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Author Topic: Language Barrier on the Phone  (Read 10840 times)

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Language Barrier on the Phone
« on: January 08, 2013, 11:48:02 PM »
Hi - I'm a long-time lurker who's had a lot of fun and gained a lot of insight from reading all your wonderful posts so I decided to join in. :)  This happened a while ago, but I was wondering if I could have handled it better just in case I ever have any similar experiences in the future.

I had a job for a department of a public agency with a slightly confusing name.  By way of example, I'll call it the Fruit Services Department of Tree Agency.  The confusing part is that we only provided fruit services for Tree Agency, not anyone else.   About half the phone calls we received were from outside agencies or members of the public looking for fruit services. I did my best to refer these callers to other resources that could provide them with the fruit services they were requesting.

One day, only a couple of months after starting to work at this particular job, I received a phone call from a lady with a very thick accent.  I tried my best to assist her, and did understand a lot of what she was saying. But she kept referring to something, which was the main point of her phone call, that I just didn't understand.  Perhaps she was using terminology that was familiar to her but not me (possibly due to language, cultural or geographic differences), fruit-related jargon I hadn't yet been introduced to, or maybe it was a simple misunderstanding due to the accent/pronunciation.

After about 15 minutes I still did not understand what she needed. I kept saying I wasn't understanding the terms she was using and she just repeated the same information. In other words, the definition of insanity – repeating the same thing expecting different results.  Sensing growing frustration on both our parts, I suggested that perhaps an interpreter may be able to assist because I was having trouble understanding. She got angry (up until this she wasn't exactly pleasant, but she was polite) and yelled at me, “I speak English. I don't know what language you speak, but I speak English!” And then she hung up on me.

I still feel bad that I couldn't help her. Perhaps suggesting an interpreter was the wrong move, but I wasn't sure how else to help. At the time I was the only one in the office available to take the call. I suppose I could have taken a message but I don't know what I would have written down.

Any suggestions on what I should/could have done differently?


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Re: Language Barrier on the Phone
« Reply #1 on: January 09, 2013, 12:37:03 AM »
You could have tried, "I'm so sorry, but I am relatively new to this job.  Could you call back at a later time and I can have my colleague try to help you?"  That puts the "problem" onto you so that she doesn't get upset - people can get really touchy about accents & language, ends the call so you aren't beating your head against a wall, and it also gives her a chance at finding help.


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Re: Language Barrier on the Phone
« Reply #2 on: January 09, 2013, 01:05:06 AM »
Was she from Tree Agency or one of the members of the public calling you by mistake?

If she was from the public and you could tell she was calling your number by mistake, even if you weren't 100% sure what she did want, I don't think you'd be out of line to say something like:  "I'm so sorry for the confusion, but this is the Fruit Services Department of Tree Agency.  We only provide guidance to the Tree Agency.  If you're not calling with Tree Agency, you'll need to look elsewhere for help."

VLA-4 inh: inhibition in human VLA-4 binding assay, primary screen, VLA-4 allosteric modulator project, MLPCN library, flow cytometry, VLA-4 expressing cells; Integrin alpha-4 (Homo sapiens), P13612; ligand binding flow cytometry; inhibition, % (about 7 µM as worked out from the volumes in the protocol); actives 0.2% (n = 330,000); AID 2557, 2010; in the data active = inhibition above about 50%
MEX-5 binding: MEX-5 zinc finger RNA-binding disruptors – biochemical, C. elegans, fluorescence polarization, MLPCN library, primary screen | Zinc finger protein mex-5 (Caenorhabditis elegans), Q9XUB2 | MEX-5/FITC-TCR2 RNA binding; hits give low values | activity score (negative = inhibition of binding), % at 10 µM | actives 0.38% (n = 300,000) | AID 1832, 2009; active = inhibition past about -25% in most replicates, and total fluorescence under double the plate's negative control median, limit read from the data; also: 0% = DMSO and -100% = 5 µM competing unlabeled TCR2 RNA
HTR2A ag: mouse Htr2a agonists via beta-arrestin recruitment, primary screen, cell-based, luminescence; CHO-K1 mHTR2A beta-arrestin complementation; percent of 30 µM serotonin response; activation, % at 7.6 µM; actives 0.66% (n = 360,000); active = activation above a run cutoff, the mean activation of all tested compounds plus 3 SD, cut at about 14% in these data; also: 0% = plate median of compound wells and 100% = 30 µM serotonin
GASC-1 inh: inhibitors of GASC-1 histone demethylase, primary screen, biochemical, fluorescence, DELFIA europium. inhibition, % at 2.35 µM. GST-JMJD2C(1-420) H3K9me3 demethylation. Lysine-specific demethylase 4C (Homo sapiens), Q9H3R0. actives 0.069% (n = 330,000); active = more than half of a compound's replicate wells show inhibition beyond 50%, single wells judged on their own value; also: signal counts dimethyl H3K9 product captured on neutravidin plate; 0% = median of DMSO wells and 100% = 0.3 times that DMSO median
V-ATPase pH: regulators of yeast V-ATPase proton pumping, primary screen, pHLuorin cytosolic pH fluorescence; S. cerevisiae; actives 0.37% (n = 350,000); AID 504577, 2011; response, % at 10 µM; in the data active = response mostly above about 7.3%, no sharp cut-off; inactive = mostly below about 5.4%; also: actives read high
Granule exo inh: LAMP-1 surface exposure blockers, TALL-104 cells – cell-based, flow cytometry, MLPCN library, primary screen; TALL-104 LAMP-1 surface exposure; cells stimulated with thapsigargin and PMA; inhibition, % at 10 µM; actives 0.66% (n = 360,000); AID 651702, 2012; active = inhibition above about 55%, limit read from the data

In other words, it's nice of you to try to help the people who call your agency by mistake, but if you can't understand someone, simply saying politely that your agency only does XYZ (which she knows she doesn't need) should suffice.
« Last Edit: January 09, 2013, 01:10:58 AM by kglory »


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Re: Language Barrier on the Phone
« Reply #3 on: January 09, 2013, 07:46:34 AM »
Not knowing exact terminology, could you not have googled it and maybe found your answer that way in what she might have been looking for?


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Re: Language Barrier on the Phone
« Reply #4 on: January 09, 2013, 08:14:56 AM »
"I am sorry, I think this line is having an issue. You are saying "blanaoan" but I just can't make that out.  Could you spell it for me?"
"Oh, Banana!  To get banana fruit services, you need to call the Tropical Fruit Agency.  Their number is....."


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Re: Language Barrier on the Phone
« Reply #5 on: January 09, 2013, 10:18:46 PM »
Thanks for all the advice!

A little more background: She was referencing documents she said she mailed to us sent with signature required. She said that they were signed for by someone in Fruit Department. It is the subject of these documents that I was having trouble understanding. So while she had a legitimate reason to be calling Tree Agency, I think (but was not 100% certain) she was calling Fruit Department in error. Tree Agency has a central mail room where most of the mail is sorted and then distributed. I handled the distribution of our mail within Fruit Department so I know we didn't receive the documents. My best guess is that she mailed them to the attention of another department that she was confusing with Fruit Department.

I didn't really want to take a message because my brain was literally not computing what she was saying. It wasn't just one word I was having trouble with, it was a whole phrase/sentence. I couldn't even repeat it back, let alone write it down or Google it. I also didn't want to look incompetent by passing along a poorly informed message for one of my coworkers to deal with when fielding calls was my responsibility :-[. Years later I'm still waiting for that Ah Ha! moment of finally realizing what she needed, but no luck yet.

In hindsight, I think my best course of action would have been to offer to take down her information (as much as I could understand), tell her I was going to "research" the issue and offer to have someone call her back. Then I could talk it over with a coworker and maybe have them call to see if they could understand what she needed. But then again, we may still have run into the same problem if my coworker couldn't understand her, either.


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Re: Language Barrier on the Phone
« Reply #6 on: January 10, 2013, 08:07:06 AM »
If you knew what language she spoke, the only other thing I might suggest is have the interpreter do a three way call and call her back.  I used to work in an insurance call center and had the same thing happen.  I don't understand is offensive to say you need understand them.